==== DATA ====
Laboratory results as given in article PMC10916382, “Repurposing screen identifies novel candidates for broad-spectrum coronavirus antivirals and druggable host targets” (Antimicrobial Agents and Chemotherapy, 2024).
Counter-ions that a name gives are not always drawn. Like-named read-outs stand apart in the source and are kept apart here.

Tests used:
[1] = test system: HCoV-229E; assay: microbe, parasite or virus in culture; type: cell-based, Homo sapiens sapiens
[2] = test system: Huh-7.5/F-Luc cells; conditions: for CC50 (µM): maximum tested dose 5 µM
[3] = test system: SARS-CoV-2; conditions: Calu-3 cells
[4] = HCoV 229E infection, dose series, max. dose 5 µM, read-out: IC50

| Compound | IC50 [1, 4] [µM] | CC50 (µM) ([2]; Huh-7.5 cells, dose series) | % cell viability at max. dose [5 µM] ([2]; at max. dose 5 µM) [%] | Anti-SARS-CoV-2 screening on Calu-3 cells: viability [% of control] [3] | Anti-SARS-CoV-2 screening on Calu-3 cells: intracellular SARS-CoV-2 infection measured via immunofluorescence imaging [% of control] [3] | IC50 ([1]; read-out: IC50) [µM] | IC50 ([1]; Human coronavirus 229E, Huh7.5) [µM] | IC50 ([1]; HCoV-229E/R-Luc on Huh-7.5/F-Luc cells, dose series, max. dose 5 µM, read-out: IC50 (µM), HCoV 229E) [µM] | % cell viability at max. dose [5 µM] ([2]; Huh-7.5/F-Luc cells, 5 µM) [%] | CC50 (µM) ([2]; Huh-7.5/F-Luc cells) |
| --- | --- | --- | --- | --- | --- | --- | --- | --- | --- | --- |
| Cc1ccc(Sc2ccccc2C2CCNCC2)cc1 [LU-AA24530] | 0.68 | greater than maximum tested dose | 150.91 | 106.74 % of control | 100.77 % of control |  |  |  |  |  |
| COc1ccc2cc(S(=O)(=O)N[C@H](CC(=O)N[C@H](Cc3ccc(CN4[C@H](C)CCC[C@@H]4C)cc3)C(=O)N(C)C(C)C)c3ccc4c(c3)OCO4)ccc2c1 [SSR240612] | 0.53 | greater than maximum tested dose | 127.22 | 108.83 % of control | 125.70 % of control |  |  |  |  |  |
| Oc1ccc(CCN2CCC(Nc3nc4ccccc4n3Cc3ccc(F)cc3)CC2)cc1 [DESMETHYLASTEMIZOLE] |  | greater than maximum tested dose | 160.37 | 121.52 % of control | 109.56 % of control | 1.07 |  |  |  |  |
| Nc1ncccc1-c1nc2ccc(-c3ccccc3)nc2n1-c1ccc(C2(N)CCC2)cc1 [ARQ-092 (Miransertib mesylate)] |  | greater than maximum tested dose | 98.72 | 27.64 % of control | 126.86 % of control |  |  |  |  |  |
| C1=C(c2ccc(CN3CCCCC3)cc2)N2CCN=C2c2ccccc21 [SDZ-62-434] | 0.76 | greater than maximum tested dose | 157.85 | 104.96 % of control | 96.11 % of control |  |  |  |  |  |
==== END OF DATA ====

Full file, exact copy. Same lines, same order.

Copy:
Laboratory results as given in article PMC10916382, “Repurposing screen identifies novel candidates for broad-spectrum coronavirus antivirals and druggable host targets” (Antimicrobial Agents and Chemotherapy, 2024).
Counter-ions that a name gives are not always drawn. Like-named read-outs stand apart in the source and are kept apart here.

Tests used:
[1] = test system: HCoV-229E; assay: microbe, parasite or virus in culture; type: cell-based, Homo sapiens sapiens
[2] = test system: Huh-7.5/F-Luc cells; conditions: for CC50 (µM): maximum tested dose 5 µM
[3] = test system: SARS-CoV-2; conditions: Calu-3 cells
[4] = HCoV 229E infection, dose series, max. dose 5 µM, read-out: IC50

| Compound | IC50 [1, 4] [µM] | CC50 (µM) ([2]; Huh-7.5 cells, dose series) | % cell viability at max. dose [5 µM] ([2]; at max. dose 5 µM) [%] | Anti-SARS-CoV-2 screening on Calu-3 cells: viability [% of control] [3] | Anti-SARS-CoV-2 screening on Calu-3 cells: intracellular SARS-CoV-2 infection measured via immunofluorescence imaging [% of control] [3] | IC50 ([1]; read-out: IC50) [µM] | IC50 ([1]; Human coronavirus 229E, Huh7.5) [µM] | IC50 ([1]; HCoV-229E/R-Luc on Huh-7.5/F-Luc cells, dose series, max. dose 5 µM, read-out: IC50 (µM), HCoV 229E) [µM] | % cell viability at max. dose [5 µM] ([2]; Huh-7.5/F-Luc cells, 5 µM) [%] | CC50 (µM) ([2]; Huh-7.5/F-Luc cells) |
| --- | --- | --- | --- | --- | --- | --- | --- | --- | --- | --- |
| Cc1ccc(Sc2ccccc2C2CCNCC2)cc1 [LU-AA24530] | 0.68 | greater than maximum tested dose | 150.91 | 106.74 % of control | 100.77 % of control |  |  |  |  |  |
| COc1ccc2cc(S(=O)(=O)N[C@H](CC(=O)N[C@H](Cc3ccc(CN4[C@H](C)CCC[C@@H]4C)cc3)C(=O)N(C)C(C)C)c3ccc4c(c3)OCO4)ccc2c1 [SSR240612] | 0.53 | greater than maximum tested dose | 127.22 | 108.83 % of control | 125.70 % of control |  |  |  |  |  |
| Oc1ccc(CCN2CCC(Nc3nc4ccccc4n3Cc3ccc(F)cc3)CC2)cc1 [DESMETHYLASTEMIZOLE] |  | greater than maximum tested dose | 160.37 | 121.52 % of control | 109.56 % of control | 1.07 |  |  |  |  |
| Nc1ncccc1-c1nc2ccc(-c3ccccc3)nc2n1-c1ccc(C2(N)CCC2)cc1 [ARQ-092 (Miransertib mesylate)] |  | greater than maximum tested dose | 98.72 | 27.64 % of control | 126.86 % of control |  |  |  |  |  |
| C1=C(c2ccc(CN3CCCCC3)cc2)N2CCN=C2c2ccccc21 [SDZ-62-434] | 0.76 | greater than maximum tested dose | 157.85 | 104.96 % of control | 96.11 % of control |  |  |  |  |  |